FIGURE 1. Extant Charophytes. Extant Charophytes are divided into early and late diverging taxa. The early diverging taxa include the Mesostigmatophyceae, the Chlorokybophyceae, and the Klebsormidiophyceae and the late diverging taxa include the Charophyceae, the Coleochaetophyceae, and the Zygnematophyceae. Representatives of each group are Mesostigma (Mesostigmatophyceae), Chlorokybus atmophyticus (Chlorokybophyceae), Klebsormidium flaccidum (Klebsormidiophyceae), Chara (Charophyceae), Coleochaete scutata (Coleochaetophyceae), and Micrasterias (Zygnematophyceae).
Charophytes as Model Organisms
Several charophytes have been used extensively as model organisms in the study of basic biological processes. Their small and simple thalli (i.e., when compared to land plants) and ease in experimental manipulation are just two of their attributes that make them attractive model organisms. Recent evidence has also demonstrated that many charophytes have several remarkably similar features to those of land plants including the presence of biosynthetic pathways for many growth regulators (Figure 2; Boot et al., 2012; Hori et al., 2014; Wang et al., 2014, 2015; Holzinger and Becker, 2015; Ju et al., 2015) and multiple cell wall polymers (Popper, 2008; Sørensen et al., 2010, 2011, 2012; Mikkelsen et al., 2014). These two characteristics have made charophytes efficacious in such areas of study as plant molecular development and stress physiology. While many charophytes have been used in a wide array of biological studies, the following taxa are most notable for their extensive use in multiple areas of study as models:
FIGURE 2. Current model Charophytes. Several Charophytes including Klebsormidium, Micrasterias, Penium, Spirogyra, Chara, and Coleochaete are used as models; each has specific attributes that make it a particularly suitable model for specific physiological and biochemical processes.
Desmids: The Symmetrical Models
The Zygnematophyceae have recently been shown to most likely be the closest living ancestors of land plants (Wodniok et al., 2011; Delwiche and Cooper, 2015). Unicellular members of the inclusive placoderm desmid group have become important models for elucidating many fundamental principles of plant cell biology and development. Large cell size, notable symmetry/shape, distinct cell wall architecture and elaborate endomembrane/cytoskeletal systems are just a few of the characteristics that make them excellent cell systems for studying cell physiology and development. The recent establishment of stable transformed lines and soon-to-be sequenced genomes/transcriptomes of select desmids have further enhanced their value in botanical studies. Two taxa, Micrasterias and Penium, have emerged as the most well studied of the desmids.
Micrasterias has been the most popular desmid for cell biology research for the past 50 years due to its unique features (Meindl, 1993; Lutz-Meindl, 2016). The Micrasterias cell exhibits a bilateral symmetry that is often highlighted by a spectacularly dissected (i.e., multilobed) periphery. New daughter semicells produced by cell division do not have this complex morphology but rather are spherical in shape. A complex post-cytokinetic developmental program that employs multiple sets of highly coordinated subcellular mechanisms subsequently generates the multilobed phenotype during daughter semicell expansion. This program also is responsible for deposition of polymers for the production of both a primary and secondary cell wall. These events are centered on a large network of Golgi bodies and associated vesicles that yield a complex secretory mechanism. This process, in turn, is targeted to specific cell surface sites that generate a multipolar cell expansion and the concurrent secretion of cell wall macromolecules and extracellular mucilage (Kim et al., 1996; Lutz-Meindl and Brosch-Salomon, 2000; Oertel et al., 2004; Aichinger and Lutz-Meindl, 2005). The delivery of secretory components to precise cell surface loci requires an elaborate actinomyosin-based cytomotile system and is controlled by several signal transduction cascades (Meindl et al., 1994; Oertel et al., 2003). Furthermore, cell morphogenesis is highly sensitive to external stress (e.g., oxidative stress, salinity, heavy metals) that leads to major changes in cell differentiation (Darehshouri et al., 2008; Affenzeller et al., 2009; Andosch et al., 2012). Micrasterias is an outstanding organism for analyzing these subcellular features as it is easy to maintain and manipulate in the laboratory and it lends itself especially well for acquisition of high resolution imaging using light and electron microscopy including immunocytochemistry, Focused Ion Beam-Scanning Electron Microscopy (FIB-SEM) and Electron Energy Loss Spectroscopy (EELS) imaging (Lutz-Meindl, 2007; Eder and Lutz-Meindl, 2008, 2010; Wanner et al., 2013; Lutz-Meindl et al., 2015). Furthermore, initial molecular analyses including the production of transformed cell lines have further enhanced the use of Micrasterias especially in the molecular dynamics of cell wall processing (Vannerum et al., 2010, 2011, 2012).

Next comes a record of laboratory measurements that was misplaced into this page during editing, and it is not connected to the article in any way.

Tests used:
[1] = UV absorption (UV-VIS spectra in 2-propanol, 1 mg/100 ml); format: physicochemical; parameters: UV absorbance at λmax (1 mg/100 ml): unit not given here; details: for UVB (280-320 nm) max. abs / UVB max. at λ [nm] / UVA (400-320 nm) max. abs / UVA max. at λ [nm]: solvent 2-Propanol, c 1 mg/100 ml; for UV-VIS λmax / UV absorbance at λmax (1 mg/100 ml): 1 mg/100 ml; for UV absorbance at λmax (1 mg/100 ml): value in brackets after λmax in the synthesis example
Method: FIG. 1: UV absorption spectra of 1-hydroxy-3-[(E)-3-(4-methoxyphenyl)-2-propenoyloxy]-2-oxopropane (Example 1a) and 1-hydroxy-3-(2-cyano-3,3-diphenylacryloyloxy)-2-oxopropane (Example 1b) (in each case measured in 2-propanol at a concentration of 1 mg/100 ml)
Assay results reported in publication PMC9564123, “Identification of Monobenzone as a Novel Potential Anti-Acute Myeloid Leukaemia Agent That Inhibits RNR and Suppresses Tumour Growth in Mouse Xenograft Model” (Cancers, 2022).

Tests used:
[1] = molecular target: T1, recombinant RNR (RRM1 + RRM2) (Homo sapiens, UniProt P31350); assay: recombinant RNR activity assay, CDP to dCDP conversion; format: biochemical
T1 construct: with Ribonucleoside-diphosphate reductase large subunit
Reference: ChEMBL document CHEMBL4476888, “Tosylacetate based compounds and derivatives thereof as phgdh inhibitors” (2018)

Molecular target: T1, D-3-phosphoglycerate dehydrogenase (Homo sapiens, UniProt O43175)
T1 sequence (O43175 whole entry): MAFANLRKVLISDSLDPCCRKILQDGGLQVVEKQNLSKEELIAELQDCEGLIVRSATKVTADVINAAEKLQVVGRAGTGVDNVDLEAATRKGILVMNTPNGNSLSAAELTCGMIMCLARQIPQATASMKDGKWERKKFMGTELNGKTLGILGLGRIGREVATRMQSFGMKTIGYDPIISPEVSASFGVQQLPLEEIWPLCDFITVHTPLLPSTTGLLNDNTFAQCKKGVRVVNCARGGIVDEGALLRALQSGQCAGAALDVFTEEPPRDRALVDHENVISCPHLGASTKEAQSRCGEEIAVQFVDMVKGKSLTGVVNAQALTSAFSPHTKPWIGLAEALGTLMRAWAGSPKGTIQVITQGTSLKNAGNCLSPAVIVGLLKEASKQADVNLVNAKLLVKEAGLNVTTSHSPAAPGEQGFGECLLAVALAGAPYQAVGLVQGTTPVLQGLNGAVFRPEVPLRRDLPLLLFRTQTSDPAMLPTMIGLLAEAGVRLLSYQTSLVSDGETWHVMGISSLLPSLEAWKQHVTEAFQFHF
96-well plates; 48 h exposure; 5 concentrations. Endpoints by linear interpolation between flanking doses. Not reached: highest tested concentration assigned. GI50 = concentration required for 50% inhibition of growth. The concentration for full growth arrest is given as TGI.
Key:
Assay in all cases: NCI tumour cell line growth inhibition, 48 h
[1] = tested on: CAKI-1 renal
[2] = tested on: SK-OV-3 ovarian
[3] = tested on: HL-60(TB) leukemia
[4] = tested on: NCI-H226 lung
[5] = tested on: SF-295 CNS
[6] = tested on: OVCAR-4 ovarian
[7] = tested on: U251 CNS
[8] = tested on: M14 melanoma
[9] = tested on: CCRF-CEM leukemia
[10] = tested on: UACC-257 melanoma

Over the past decade, the desmid, Penium margaritaceum, has also become a valuable model organism (Domozych et al., 2009, 2014; Sørensen et al., 2014; Rydahl et al., 2015; Worden et al., 2015). Unlike Micrasterias, Penium has a simple cylindrical shape, possesses only a primary cell wall and deposits wall polymers at two specific loci of the cell surface during expansion (Domozych et al., 2011). This relative simplicity is highly attractive for elucidating fundamental principles of plant cell development including cell wall development, cell expansion and secretion dynamics (Domozych et al., 2005, 2014; Ochs et al., 2014). One of its main attributes is that it has wall polymers similar to those present in many land plants (e.g., cellulose, pectins, hemicelluloses) and that these polymers can be labeled with monoclonal antibodies. After labeling of live cells, these can be returned to culture where subsequent cell expansion and wall deposition events can be monitored (Domozych et al., 2009; Rydahl et al., 2015). Penium is also easily maintained in the laboratory and its fast growth rate under precisely controlled conditions makes it an excellent specimen for large-scale concurrent microarray screenings of many chemical agents (by growth in multi-well plates) and for assessment of their specific effects on expansion/wall development (Worden et al., 2015). This significantly aids in revealing the role of specific subcellular components and processes in the expansion/differentiation. Recently, the isolation of stable transformed lines (Sørensen et al., 2014) has further enhanced the potential of this alga in future plant cell studies.